Editor’s Note: This piece has been amended since its initial publication.
‘Michelangelo: Divine Draftsman and Designer,” the Metropolitan Museum of Art’s majestic new show, includes 133 of the Old Master’s drawings, an unparalleled survey of his work on paper. Drawing was foundational for Michelangelo Buonarroti (1475–1564), so what we see in the Met show is, in effect, the genesis of his sculpture, architecture, and painting. There are many loans we’ll never see again, and many lenders. The Royal Collection, I learned, lent so many things that Queen Elizabeth was required to personally sign the loan contracts.
Michelangelo saw himself as the older Leonardo’s competitor and heir, but he was also the herald of a new, assertive, muscular style. The figures and ambiance in the work of Leonardo and the much-younger Raphael are serene, languid, even wispy. Those artists made establishment art that set the standard followed by their contemporaries. But Michelangelo, the new boy in Florence and, later, in Rome, packed a wallop. There’s plenty of muscle on display at the Met in his drawings of both men and women. His figures are not just nude but naked and frankly carnal. Though made of chalk, charcoal, and ink, they twist and strain to free themselves from the paper so we can touch them. They might look indecorous, but they are unique: He crafted figures like no one else before him.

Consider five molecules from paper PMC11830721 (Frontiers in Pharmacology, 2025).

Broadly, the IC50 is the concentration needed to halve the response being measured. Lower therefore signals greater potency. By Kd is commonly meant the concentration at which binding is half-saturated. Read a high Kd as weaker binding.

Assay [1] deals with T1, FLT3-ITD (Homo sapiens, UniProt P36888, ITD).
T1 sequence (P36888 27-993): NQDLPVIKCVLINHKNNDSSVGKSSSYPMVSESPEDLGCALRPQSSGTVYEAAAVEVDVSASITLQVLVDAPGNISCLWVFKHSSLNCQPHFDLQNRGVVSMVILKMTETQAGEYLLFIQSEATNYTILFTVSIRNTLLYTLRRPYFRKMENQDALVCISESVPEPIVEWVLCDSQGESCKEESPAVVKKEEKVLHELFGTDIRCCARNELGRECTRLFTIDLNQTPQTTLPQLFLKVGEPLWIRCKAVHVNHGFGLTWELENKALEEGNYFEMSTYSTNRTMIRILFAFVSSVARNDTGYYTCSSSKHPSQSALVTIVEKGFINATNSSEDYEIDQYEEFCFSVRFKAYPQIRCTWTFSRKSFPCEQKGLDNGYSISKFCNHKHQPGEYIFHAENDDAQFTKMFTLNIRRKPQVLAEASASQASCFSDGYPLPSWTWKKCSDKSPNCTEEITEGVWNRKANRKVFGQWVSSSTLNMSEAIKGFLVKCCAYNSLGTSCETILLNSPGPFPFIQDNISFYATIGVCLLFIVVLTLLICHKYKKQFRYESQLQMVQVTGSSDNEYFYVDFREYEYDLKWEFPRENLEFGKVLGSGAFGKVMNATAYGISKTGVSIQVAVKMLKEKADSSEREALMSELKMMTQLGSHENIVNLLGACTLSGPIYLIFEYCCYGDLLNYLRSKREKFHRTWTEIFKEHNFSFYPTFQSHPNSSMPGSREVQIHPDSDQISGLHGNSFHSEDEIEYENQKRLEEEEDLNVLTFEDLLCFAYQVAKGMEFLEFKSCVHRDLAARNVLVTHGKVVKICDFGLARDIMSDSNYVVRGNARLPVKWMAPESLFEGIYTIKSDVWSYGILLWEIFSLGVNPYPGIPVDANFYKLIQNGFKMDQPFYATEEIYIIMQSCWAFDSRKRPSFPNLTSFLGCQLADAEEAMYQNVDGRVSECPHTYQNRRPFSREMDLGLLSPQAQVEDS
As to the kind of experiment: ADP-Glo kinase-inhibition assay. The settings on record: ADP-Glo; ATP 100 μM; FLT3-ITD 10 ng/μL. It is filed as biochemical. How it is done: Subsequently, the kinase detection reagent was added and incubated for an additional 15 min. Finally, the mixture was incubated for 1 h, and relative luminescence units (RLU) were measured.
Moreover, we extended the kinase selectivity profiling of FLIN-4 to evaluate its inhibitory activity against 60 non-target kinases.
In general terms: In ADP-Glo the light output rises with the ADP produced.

They also seem in a hurry. It’s no surprise that so many drawings depict only legs and arms, as if Michelangelo sought new ways to inject restlessness into his art. His “Risen Christ” from the Royal Collection looks and feels like a launched rocket. When I saw this drawing, I thought less of the Resurrection and religion in general and more of a champion Olympic athlete finishing his performance with a flourish. “The Archers,” also from the Royal Collection, is fascinating. At least a dozen men aim at a mysterious, herm-like figure, but Michelangelo doesn’t give them bows and arrows, because weaponry isn’t the point so much as strength, variety of pose, and the conversion of the human into a cranking, well-oiled machine.
Even late drawings, like “Study for a Crucifixion” (circa 1560), done in what art historians call his “trembling hand technique,” have an electric, tense quality, and that’s no accident: For Michelangelo, temperament dictated style. “His nature was so rough and uncouth that his domestic habits were incredibly squalid, and deprived posterity of any students who might have followed him,” wrote a contemporary observer. Carmen Bambach, the show’s curator, describes him as “proud, at times to a fault, fiercely determined, bluntly direct, prickly, impatient, and quick to perceive insults.” He had an explosive temper, too. “He is terrible,” Pope Leo X once said. “One cannot work with him.” The lines in his drawings are sublime, but the power, libertine-like freedom, and abandon of the figures they create can only be described as “rough.”
The Crucifixion (recto); Study for the crucified Christ (verso) by Michelangelo Buonarroti. Drawing, 1560. (The Ashmolean Museum, Oxford inv.)